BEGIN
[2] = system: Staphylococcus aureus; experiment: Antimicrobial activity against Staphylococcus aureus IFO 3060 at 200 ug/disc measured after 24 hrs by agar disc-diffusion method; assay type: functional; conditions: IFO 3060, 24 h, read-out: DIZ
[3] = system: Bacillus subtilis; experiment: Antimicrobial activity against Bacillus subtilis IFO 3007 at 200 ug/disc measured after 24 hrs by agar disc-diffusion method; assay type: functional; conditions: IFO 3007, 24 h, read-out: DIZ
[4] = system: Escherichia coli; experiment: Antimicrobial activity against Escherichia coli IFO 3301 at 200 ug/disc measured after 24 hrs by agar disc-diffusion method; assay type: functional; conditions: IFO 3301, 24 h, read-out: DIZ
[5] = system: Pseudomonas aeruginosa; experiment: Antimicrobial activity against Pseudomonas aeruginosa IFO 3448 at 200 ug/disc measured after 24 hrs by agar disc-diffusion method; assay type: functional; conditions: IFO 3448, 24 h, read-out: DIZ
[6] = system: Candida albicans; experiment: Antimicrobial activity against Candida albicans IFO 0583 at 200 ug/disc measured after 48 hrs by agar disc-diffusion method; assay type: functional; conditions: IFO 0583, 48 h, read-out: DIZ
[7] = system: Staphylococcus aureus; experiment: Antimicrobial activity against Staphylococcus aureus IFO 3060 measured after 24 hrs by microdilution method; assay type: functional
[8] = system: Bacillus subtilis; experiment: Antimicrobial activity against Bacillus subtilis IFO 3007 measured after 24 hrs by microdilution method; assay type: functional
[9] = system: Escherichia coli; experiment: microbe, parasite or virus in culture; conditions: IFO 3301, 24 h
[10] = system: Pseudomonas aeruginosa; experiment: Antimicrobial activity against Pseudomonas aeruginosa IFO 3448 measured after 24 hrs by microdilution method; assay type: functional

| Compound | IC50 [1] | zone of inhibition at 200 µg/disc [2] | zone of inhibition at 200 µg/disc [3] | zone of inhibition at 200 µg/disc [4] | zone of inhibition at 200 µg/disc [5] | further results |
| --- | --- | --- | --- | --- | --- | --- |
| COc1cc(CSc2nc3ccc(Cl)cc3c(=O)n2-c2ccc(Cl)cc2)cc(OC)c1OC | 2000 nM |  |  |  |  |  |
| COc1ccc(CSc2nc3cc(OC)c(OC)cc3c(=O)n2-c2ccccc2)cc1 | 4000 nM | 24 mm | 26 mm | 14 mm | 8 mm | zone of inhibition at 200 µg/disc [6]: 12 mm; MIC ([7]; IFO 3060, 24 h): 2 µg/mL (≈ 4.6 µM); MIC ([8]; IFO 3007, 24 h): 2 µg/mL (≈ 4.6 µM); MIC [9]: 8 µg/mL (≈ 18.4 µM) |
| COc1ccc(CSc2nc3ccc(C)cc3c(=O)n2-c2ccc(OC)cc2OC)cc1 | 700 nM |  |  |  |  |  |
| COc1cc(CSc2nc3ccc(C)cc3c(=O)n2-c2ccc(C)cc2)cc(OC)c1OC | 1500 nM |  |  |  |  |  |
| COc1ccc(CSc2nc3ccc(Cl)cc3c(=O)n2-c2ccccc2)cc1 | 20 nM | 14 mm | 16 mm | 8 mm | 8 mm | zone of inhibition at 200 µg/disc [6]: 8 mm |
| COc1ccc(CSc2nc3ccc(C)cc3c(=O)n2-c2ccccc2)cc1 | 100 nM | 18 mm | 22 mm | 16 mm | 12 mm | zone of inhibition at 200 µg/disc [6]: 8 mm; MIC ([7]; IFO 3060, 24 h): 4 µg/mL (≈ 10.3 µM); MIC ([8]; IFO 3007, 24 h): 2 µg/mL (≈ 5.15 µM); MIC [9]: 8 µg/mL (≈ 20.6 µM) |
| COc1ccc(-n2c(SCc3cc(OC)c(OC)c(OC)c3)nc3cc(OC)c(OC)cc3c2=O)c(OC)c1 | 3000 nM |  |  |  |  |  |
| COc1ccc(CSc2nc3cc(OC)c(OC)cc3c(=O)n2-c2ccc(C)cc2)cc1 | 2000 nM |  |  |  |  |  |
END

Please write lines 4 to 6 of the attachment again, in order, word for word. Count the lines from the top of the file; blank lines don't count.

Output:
[5] = system: Pseudomonas aeruginosa; experiment: Antimicrobial activity against Pseudomonas aeruginosa IFO 3448 at 200 ug/disc measured after 24 hrs by agar disc-diffusion method; assay type: functional; conditions: IFO 3448, 24 h, read-out: DIZ
[6] = system: Candida albicans; experiment: Antimicrobial activity against Candida albicans IFO 0583 at 200 ug/disc measured after 48 hrs by agar disc-diffusion method; assay type: functional; conditions: IFO 0583, 48 h, read-out: DIZ
[7] = system: Staphylococcus aureus; experiment: Antimicrobial activity against Staphylococcus aureus IFO 3060 measured after 24 hrs by microdilution method; assay type: functional